You probably missed these observances last week, but don’t miss the message.
The National Cyber Security Alliance designated Jan. 28 as “Data Privacy Day” in an effort to make people more aware of the importance of protecting their personal information. “Tax Identity Theft Awareness Week,” promoted by the Federal Trade Commission, ran from Jan. 25-29.
Both are good campaigns. And while there are some things we can do to protect our privacy, the reality is that guarding our personal data is like trying to put toothpaste back in the tube. It’s a tough task. Just ask Crystal, a Virginia woman who had her identity stolen last year. A fraudulent tax return was then filed in her name.
Crystal, who asked that her last name not be used, worries that she’ll be victimized again this year. No matter what Crystal did to protect her data — faithfully checking her credit reports, for example — she couldn’t fend off the scoundrels who used her Social Security number to file a 1040-EZ return.
For people like Crystal who’ve been victimized, the IRS has a list of recommended actions. Crystal followed the steps last year after she realized her data had been compromised. She filed a paper return, attaching IRS Form 14039, the “Identity Theft Affidavit.” She called the IRS’ Identity Protection Specialized Unit (800-908-4490) to answer questions in order to prove she was the real taxpayer.
Crystal said she was told by the IRS that, prior to the start of this year’s filing season, she would receive a special “Identity Protection Personal Identification Number,” or IP PIN, in the mail to help protect her tax returns going forward.
She’s still waiting on the number.
So she called the IRS’ identity-protection unit again. The advice she got was simply to file her return early.
“I told them I will file as early as I can and had planned on doing that, but I have to wait until I get W-2s and 1099s, whereas the fraudsters can just make up numbers and file before me,” Crystal told me in an interview. “I am so frustrated. I feel like I’ve been left out in the cold by the IRS.”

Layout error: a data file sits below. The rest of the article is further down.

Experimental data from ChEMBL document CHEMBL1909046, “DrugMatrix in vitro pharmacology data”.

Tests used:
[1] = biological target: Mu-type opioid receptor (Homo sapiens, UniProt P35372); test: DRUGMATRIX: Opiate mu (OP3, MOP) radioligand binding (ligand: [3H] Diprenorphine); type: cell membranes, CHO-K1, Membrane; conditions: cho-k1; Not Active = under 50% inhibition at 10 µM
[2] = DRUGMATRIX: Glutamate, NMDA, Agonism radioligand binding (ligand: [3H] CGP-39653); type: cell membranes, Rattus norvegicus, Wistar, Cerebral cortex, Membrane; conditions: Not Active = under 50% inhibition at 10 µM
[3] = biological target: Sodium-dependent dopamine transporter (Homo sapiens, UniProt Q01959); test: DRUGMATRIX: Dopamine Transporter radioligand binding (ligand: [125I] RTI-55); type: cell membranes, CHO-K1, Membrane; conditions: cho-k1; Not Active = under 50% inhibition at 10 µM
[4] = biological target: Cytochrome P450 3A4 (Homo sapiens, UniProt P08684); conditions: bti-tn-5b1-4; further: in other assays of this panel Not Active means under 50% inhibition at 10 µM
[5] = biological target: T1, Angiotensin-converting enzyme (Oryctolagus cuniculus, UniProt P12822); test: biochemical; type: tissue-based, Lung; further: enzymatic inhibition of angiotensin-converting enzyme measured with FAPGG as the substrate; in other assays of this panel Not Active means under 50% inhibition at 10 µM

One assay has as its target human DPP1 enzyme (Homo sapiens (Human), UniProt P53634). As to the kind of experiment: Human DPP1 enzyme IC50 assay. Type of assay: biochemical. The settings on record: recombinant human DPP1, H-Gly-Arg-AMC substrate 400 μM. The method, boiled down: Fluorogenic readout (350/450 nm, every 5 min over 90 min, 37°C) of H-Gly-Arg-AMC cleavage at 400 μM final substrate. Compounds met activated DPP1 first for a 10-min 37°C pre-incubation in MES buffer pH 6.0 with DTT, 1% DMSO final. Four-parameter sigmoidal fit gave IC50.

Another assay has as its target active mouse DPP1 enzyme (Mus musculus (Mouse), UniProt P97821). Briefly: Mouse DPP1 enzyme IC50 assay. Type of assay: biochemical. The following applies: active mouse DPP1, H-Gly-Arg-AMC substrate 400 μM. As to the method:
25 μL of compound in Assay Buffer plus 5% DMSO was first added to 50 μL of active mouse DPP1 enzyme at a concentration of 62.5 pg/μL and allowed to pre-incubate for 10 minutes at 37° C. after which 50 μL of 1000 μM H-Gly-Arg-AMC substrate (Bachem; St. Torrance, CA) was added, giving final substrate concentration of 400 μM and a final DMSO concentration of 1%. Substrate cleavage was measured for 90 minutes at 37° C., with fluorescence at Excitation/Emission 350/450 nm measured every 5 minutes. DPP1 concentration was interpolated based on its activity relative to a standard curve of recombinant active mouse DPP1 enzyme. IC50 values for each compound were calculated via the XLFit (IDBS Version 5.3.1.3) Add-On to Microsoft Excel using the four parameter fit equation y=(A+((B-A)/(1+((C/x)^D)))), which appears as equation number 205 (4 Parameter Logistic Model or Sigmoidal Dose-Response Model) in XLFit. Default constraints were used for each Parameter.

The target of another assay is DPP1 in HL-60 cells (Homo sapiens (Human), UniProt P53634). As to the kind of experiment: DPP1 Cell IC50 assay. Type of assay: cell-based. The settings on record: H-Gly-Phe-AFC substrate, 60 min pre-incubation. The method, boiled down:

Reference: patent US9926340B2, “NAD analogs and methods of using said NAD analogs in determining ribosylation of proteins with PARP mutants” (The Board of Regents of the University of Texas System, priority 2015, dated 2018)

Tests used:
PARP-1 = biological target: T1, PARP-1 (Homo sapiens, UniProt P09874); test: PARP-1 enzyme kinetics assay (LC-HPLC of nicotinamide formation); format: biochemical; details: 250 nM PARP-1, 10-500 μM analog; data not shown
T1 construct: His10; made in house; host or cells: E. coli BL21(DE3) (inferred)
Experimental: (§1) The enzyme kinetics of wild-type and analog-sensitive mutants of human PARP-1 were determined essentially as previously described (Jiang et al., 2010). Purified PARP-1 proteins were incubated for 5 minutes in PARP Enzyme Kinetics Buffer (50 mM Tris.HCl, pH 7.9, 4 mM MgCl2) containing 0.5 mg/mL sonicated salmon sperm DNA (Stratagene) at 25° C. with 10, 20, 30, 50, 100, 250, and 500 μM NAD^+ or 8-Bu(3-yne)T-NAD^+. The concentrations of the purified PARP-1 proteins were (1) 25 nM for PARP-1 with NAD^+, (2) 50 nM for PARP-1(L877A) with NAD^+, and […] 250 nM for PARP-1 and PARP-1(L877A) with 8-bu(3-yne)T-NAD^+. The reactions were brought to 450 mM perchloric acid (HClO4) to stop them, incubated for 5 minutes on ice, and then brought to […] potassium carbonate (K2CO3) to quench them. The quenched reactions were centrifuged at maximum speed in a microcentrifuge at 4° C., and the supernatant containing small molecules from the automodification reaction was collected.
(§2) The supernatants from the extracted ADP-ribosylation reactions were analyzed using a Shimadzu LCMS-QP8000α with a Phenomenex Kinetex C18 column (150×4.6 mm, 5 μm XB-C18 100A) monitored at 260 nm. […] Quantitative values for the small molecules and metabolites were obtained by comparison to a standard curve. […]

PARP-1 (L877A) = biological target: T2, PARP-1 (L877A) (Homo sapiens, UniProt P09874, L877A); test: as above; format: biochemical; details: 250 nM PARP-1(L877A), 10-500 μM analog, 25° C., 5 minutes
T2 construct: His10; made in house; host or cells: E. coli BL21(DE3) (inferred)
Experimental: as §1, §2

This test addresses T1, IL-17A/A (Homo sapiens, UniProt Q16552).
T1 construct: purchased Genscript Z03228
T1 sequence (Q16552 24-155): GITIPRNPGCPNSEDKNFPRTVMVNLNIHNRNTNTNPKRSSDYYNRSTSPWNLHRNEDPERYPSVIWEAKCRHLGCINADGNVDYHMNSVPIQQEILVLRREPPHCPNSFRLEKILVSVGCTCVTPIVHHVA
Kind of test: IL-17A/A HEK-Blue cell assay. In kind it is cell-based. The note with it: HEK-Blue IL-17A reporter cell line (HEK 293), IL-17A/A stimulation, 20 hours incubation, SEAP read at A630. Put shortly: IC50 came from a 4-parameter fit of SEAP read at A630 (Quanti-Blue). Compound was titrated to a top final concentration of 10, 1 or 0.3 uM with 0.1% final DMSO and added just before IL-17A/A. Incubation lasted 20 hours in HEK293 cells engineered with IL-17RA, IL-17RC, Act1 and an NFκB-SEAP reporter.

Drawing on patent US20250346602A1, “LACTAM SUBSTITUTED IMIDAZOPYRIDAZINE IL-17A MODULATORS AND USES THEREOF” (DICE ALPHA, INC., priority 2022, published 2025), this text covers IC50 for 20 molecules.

A spokesperson for the IRS said taxpayers who had their identities used to file fraudulent returns generally will be eligible for the special PIN after their cases have been resolved. This year, the IRS sent 2.7 million taxpayers IP PINs. As for Crystal, the IRS said an additional small group of taxpayers should receive their notices in the next couple weeks.
Earlier this month, the IRS announced it was beefing up measures to help taxpayers. As part of a test program, all taxpayers in the District of Columbia, Florida and Georgia — regardless of whether they are identity victims — can apply to get the six-digit IP PIN to use with their tax returns. These three locations were chosen because of their higher rates of identity theft, the IRS said.
To opt into the program, you can create an account at IRS.gov/getanippin. As part of the registration process, you’ll have to verify your identity. Please note that once you get an IP PIN, you can’t opt out. You will have to use the number to confirm your identity on all federal tax returns you file this year and in subsequent years.
Here are some other resources to be proactive when it comes to tax-related identity theft:
o Read IRS Publication 4524, “Security Awareness for Taxpayers.”
o Go to youtube.com/user/irsvideos and look for the 13 videos in the agency’s “Identify Theft” playlist.
If you become a victim, here are some resources on irs.gov to help you start clearing things up:
o Read this guide: “IRS Identity Theft Victim Assistance: How It Works.”
o You have the option of requesting a copy of the fraudulent return. It will be redacted, but the IRS says there’ll be enough information to determine how your information was used. Search for “Instructions for Requesting Copy of Fraudulent Returns.”
The FTC recently announced that people can now get a free, personalized plan to help recover from identify theft, including tips, online forms and template letters. Go to identitytheft.gov. There is a customized option if someone else has used your information to file a tax return. The site is also integrated with the FTC’s consumer complaint system and will allow identity-theft victims to file a complaint with the agency.
The timing of the site launch should really help people like Crystal. But if you become an identity theft victim, dig deep for a lot of patience, because clearing your name can be taxing.
Michelle Singletary welcomes comments and column ideas. Reach her in care of The Washington Post, 1150 15th St. NW, Washington, DC 20071; or firstname.lastname@example.org.